In a setback for Astrazeneca plc's plans to tackle previously untreated cases of advanced bladder cancer, neither its immune checkpoint inhibitor, Imfinzi (durvalumab), nor a pairing of it with the investigational drug tremelimumab beat standard-of-care (SOC) chemotherapy in improving overall survival (OS) during a phase III trial evaluating the treatments as first-line (1L) care for patients with advanced disease.
Astrazeneca, which owns both drugs, has already gained approval for using Imfinzi to treat advanced bladder cancer after SOC. But the combination of it with tremelimumab was expected to yield even greater antitumor activity than either drug could deliver alone.
Bladder cancer has always been expected to represent a relatively small fraction of Imfinzi's revenues. But SVB Leerink analyst Andrew Berens said that its failure to demonstrate an OS benefit in front-line care for the indication "could diminish Imfinzi's position" in that market "and hamper the clinical development to move to earlier line of therapy."
Just two agents, Merck & Co. Inc.'s Keytruda (pembrolizumab) and Roche Holding AG’s Tecentriq (atezolizumab), are already approved for 1L bladder cancer care, but only for certain patients ineligible for cisplatin-containing chemo. However, they've been challenged by trials showing lower survival in some patients with low levels of PD-L1, leading the EMA to recommend restricting their use only to patients with high levels of the cancer protein.
Still, PD-L1, the target of Imfinzi, is widely expressed in bladder tumor cells. And CTLA4, the target of tremelimumab, acts as a brake on T-cell attacks. Since combining those mechanisms has been shown to offer survival advantages over single-agent immunotherapies – e.g. Bristol Myers Squibb Co.'s Opdivo (nivolumab) plus Yervoy (ipilimumab) for melanoma – it's unsurprising that Astrazeneca has sought to combine Imfinzi and tremelimumab to fight a broad swath of cancers.
In doing so, it designed Danube, a randomized, open-label phase III trial in the 1L treatment of both cisplatin eligible and ineligible patients with unresectable, stage IV urothelial cancer (UC). Started in November 2015 to address a post-approval commitment to the FDA, the trial compared Imfinzi monotherapy or Imfinzi plus tremelimumab vs. cisplatin and gemcitabine or carboplatin and gemcitabine chemotherapy. The 1,126 participants who ultimately enrolled included those with transitional cell carcinoma of the urothelium, including renal pelvis, ureters, urinary bladder and urethra.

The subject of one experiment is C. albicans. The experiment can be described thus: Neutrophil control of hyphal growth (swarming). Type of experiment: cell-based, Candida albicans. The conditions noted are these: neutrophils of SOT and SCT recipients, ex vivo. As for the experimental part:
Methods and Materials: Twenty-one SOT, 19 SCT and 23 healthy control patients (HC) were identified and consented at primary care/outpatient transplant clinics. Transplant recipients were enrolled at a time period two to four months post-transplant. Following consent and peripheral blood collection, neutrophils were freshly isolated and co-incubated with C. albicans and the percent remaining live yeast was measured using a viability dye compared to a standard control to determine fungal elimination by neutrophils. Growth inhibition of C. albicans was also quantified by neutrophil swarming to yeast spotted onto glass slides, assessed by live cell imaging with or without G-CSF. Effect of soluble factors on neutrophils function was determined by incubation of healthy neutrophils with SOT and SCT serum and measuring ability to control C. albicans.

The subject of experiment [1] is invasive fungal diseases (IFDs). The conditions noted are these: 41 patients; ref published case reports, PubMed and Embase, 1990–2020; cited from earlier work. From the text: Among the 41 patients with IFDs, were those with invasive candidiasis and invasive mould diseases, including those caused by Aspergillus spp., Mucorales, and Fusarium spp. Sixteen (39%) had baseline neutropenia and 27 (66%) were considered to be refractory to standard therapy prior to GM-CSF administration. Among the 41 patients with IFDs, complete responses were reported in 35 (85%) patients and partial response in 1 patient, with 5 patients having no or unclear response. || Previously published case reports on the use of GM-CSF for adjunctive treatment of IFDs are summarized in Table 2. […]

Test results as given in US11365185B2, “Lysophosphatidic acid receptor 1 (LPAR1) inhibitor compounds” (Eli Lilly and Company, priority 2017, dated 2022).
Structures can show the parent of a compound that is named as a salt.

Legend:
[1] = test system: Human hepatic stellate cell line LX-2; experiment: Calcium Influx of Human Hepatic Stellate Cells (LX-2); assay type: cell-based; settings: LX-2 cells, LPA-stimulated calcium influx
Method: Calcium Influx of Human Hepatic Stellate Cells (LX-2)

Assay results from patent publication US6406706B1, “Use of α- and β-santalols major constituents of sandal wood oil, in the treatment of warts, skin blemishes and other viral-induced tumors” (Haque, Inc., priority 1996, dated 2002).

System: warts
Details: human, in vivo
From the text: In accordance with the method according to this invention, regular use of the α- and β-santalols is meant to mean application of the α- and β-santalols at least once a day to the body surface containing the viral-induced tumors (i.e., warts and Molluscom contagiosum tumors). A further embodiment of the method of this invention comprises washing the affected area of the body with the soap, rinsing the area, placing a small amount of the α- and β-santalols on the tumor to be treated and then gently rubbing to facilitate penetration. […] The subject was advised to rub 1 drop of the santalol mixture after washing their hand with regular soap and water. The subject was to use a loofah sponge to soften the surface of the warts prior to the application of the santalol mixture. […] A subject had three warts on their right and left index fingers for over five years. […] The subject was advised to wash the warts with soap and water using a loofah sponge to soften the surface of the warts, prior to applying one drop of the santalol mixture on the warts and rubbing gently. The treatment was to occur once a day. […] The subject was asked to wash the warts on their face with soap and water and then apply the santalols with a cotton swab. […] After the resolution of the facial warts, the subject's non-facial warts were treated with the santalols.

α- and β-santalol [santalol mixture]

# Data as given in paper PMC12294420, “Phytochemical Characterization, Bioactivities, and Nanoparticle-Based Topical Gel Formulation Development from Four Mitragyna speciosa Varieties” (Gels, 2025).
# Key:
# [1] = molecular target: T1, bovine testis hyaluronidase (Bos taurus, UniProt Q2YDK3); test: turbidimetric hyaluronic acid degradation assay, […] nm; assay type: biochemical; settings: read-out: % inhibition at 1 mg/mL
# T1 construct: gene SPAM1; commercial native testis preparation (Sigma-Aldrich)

Neither patients whose tumors and/or immune cells showed high PD-L1 expression nor any patients, regardless of their PD-L1 expression saw better OS than those on SOC chemotherapy in the trial, according to top-line results reported March 6 by Astrazeneca.
What's to blame for the miss is unclear. Astrazeneca declined to provide an interview on Friday with anyone who might have provided insight into the failure.
Another of Astrazeneca's phase III studies in 1L metastatic bladder cancer continues to test the Imfinzi plus tremelimumab combo. Called Nile, it’s testing Imfinzi with or without tremelimumab with SOC chemotherapy followed by Imfinzi monotherapy vs. SOC alone. Further testing of Imfinzi plus tremelimumab is underway in head and neck cancer, 1L hepatocellular carcinoma and non-small-cell lung cancer.
But the medical need for new options remains great. UC, the most common form of bladder cancer and the target of both Astrazeneca's study and a Keytruda combo trial, is the 10th most common cancer worldwide. It was responsible for about 200,000 deaths globally in 2018, according to the International Agency for Research on Cancer and will be diagnosed in about 81,000 people in the U.S. this year, according to the American Cancer Society.
Merck, Roche and Astrazeneca have all sought to extend their reach to the broader first-line patient populations across numerous cancer types and to supplant first-line chemo. Now, without the specter of immediate competition from Astrazeneca in 1L bladder cancer, Merck is proceeding with a phase III trial testing Keytruda plus Padcev (enfortumab vedotinb, Seattle Genetics Inc. and Astellas Pharma Inc.). The trial, which includes patients with previously untreated locally advanced or metastatic urothelial cancer, recently received an FDA breakthrough therapy designation.
Astrazeneca's American depository shares (NYSE:AZN) fell 1.8% to $47.52 on Friday.